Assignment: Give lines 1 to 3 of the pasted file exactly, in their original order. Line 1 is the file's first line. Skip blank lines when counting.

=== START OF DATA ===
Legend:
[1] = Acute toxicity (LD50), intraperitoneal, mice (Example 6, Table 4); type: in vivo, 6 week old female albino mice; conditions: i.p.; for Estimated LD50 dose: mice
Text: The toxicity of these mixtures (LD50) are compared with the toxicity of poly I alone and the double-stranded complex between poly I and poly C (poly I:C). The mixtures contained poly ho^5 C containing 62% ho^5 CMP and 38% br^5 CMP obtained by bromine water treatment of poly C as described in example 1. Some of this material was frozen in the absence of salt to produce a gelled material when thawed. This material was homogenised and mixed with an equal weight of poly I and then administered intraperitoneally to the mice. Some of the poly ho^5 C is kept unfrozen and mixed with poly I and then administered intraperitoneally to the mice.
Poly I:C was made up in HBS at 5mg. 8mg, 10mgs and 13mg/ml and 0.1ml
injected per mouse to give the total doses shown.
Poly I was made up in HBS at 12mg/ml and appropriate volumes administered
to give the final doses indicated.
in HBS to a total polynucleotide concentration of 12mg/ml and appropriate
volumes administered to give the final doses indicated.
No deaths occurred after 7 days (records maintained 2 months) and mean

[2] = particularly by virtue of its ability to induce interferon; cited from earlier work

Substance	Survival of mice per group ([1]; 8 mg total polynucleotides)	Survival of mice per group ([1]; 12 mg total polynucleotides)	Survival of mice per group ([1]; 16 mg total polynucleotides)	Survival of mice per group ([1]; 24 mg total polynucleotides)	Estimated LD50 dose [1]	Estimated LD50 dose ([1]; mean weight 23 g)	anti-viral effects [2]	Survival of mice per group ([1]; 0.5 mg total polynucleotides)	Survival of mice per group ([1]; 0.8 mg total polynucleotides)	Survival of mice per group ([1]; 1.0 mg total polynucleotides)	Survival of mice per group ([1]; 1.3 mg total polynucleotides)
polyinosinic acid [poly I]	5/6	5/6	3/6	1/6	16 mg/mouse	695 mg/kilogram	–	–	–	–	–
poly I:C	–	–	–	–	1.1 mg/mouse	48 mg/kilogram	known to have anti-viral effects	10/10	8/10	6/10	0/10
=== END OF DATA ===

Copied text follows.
Legend:
[1] = Acute toxicity (LD50), intraperitoneal, mice (Example 6, Table 4); type: in vivo, 6 week old female albino mice; conditions: i.p.; for Estimated LD50 dose: mice
Text: The toxicity of these mixtures (LD50) are compared with the toxicity of poly I alone and the double-stranded complex between poly I and poly C (poly I:C). The mixtures contained poly ho^5 C containing 62% ho^5 CMP and 38% br^5 CMP obtained by bromine water treatment of poly C as described in example 1. Some of this material was frozen in the absence of salt to produce a gelled material when thawed. This material was homogenised and mixed with an equal weight of poly I and then administered intraperitoneally to the mice. Some of the poly ho^5 C is kept unfrozen and mixed with poly I and then administered intraperitoneally to the mice.